Truthfully, I don’t know what it was like to be a 1950’s mom. My own mom was in high school then, so she’d have an idea. But I don’t want to ask her. It might burst my little fantasy of a slower paced, homier lifestyle.
To give you an idea of why I have this nostalgic longing, let me tell you something about my average weekday, these days. Say Mondays, which are easier than some days but harder than Fridays.
6:40am: Alarm goes off. That probably sounds late to many of you, but I can get away with it because I don’t care about things like hair all going in the right direction or covering up the signs of age that are taking over my face like a not-so-slow moving cancer.
Okay, I lie. I care about those things, but I’m a realist and would rather sleep than fight the inevitable.
6:50am: I head downstairs to make lunches for the girls. This activity gives me an opportunity to capture a 1950’s moment. I could just toss a Luncheable™, box juice, and an icepack in each lunch box, like many parents do. Or, heaven forbid, tell them to make their own lunches. But this is one of the few moments in the day where I can really say “I love you” and try to take the edge off the guilty feeling that I’m not the supermom I want to be.
So I take the time to build deli-style sandwiches, with shaved meat, mayo (and mustard, depending on the meat), tomato, and lettuce on interesting bread. By interesting, I mean bread that is soft and fluffy and does not contain any gritty or chewy signs of fiber, which would result in partially eaten sandwiches returning home after school, along with complaints of extreme hunger. I vary this routine by using flour tortillas or buns, or by including a thermos of hot soup or re-heated leftover stew or spaghetti.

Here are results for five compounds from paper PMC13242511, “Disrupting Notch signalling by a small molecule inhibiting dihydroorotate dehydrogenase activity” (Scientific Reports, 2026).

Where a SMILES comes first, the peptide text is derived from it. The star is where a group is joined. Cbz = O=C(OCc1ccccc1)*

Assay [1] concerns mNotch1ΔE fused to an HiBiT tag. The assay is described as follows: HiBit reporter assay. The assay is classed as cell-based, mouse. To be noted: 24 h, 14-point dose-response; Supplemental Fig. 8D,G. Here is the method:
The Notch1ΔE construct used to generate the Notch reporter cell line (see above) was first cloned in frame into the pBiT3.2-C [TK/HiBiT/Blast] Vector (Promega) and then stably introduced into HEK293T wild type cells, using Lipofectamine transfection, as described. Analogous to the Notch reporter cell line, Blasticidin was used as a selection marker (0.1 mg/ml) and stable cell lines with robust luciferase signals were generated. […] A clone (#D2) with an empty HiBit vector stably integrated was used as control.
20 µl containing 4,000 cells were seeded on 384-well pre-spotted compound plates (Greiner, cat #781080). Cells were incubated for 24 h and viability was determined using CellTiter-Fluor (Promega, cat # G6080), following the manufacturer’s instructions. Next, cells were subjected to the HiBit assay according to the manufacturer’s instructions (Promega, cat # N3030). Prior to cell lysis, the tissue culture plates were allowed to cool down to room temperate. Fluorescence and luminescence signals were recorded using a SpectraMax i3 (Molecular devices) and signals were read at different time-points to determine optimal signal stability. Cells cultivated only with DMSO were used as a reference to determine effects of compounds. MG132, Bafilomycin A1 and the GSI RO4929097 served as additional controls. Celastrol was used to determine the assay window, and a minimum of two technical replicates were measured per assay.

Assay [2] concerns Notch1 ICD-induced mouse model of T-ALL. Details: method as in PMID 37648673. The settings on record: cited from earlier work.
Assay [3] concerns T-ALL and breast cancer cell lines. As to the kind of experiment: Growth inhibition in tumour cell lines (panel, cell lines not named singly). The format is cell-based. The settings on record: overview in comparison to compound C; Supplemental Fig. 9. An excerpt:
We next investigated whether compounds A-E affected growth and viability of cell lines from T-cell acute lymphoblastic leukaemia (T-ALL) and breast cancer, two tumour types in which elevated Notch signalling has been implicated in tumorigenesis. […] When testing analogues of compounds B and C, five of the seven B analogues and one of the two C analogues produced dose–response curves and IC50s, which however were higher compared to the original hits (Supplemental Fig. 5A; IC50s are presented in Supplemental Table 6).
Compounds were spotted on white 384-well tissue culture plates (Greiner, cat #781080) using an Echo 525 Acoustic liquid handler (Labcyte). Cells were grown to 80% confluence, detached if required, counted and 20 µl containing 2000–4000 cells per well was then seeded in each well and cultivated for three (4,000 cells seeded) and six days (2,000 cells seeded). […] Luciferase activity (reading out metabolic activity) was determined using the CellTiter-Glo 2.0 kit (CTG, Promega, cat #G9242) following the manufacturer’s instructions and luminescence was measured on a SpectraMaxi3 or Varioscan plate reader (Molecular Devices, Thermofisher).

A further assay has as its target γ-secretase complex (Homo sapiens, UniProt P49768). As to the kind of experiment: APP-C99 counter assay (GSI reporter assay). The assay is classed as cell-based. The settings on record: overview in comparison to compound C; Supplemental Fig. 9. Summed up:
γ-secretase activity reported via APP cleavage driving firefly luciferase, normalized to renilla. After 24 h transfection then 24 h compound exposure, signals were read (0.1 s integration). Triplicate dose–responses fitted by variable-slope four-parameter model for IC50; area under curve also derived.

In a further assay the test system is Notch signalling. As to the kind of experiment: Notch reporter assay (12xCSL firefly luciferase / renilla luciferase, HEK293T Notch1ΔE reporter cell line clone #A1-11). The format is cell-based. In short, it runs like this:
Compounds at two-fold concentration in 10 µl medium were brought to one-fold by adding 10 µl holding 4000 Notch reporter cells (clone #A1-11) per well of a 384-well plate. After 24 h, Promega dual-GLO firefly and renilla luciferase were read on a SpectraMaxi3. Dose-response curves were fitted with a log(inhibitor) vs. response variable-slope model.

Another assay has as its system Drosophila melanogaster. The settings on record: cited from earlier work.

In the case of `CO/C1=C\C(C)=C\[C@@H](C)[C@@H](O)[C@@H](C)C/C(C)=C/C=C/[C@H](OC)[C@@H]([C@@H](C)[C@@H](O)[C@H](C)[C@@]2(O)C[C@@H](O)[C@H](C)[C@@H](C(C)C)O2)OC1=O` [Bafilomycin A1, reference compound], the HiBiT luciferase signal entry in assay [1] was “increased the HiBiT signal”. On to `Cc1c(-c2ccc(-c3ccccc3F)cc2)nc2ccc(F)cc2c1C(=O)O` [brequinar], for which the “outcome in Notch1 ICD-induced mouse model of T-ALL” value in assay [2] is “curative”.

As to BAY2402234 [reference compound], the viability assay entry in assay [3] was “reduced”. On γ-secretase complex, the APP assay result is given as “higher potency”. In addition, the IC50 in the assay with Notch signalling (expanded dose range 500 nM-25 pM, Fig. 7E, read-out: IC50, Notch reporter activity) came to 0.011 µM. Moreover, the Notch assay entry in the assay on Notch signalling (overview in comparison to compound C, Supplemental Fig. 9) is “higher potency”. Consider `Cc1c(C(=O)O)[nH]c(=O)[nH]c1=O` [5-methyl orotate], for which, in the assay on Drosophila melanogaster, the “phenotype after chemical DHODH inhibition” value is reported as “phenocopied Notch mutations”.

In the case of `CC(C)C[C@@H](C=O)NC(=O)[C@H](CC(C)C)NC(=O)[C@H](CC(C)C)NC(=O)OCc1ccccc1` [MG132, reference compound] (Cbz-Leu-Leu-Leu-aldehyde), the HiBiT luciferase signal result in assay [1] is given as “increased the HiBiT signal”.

(Note: Kids are on their own for breakfast – cold cereal, yogurt and fruit, or pbj. Hubby is on his own for food, period.)
(Another note: when I take my younger daughter grocery shopping, she lingers in the refrigerated aisle, staring wistfully at the assortment of Luncheables™ that her friends get to eat.)
7:20am: I herd the girls into the car and drive them to school – 20 to 25 minutes, depending on traffic. Then, if I’m especially organized, I head to the gym for a quick work-out. About 20% of the time, I forget my towel or clean undies and head home instead.
9:00am: I join the stop-and-go traffic on Highway 1 for the 45-minute commute to the University, where I teach a technical writing class for the statistics department and work for statistical consulting services.
11:45am: Work is broken up by a 15 minute lunch break, when I take a peek at Facebook for sound bites from my friends and I snarf leftovers.
4:00pm: I join the stop-and-go traffic on Highway 1 for the 45-minute trip to pick up the girls from school, where they have just finished orchestra practice.
5:30pm: Arrive home. The evening is a jumble of homework, violin and voice practice (the girls, not me), scraping together some lame excuse for dinner (my ability to strive for 1950’s maternal perfection is exhausted for the day), and writing lecture notes and/or reports. Sometimes the dishes get done.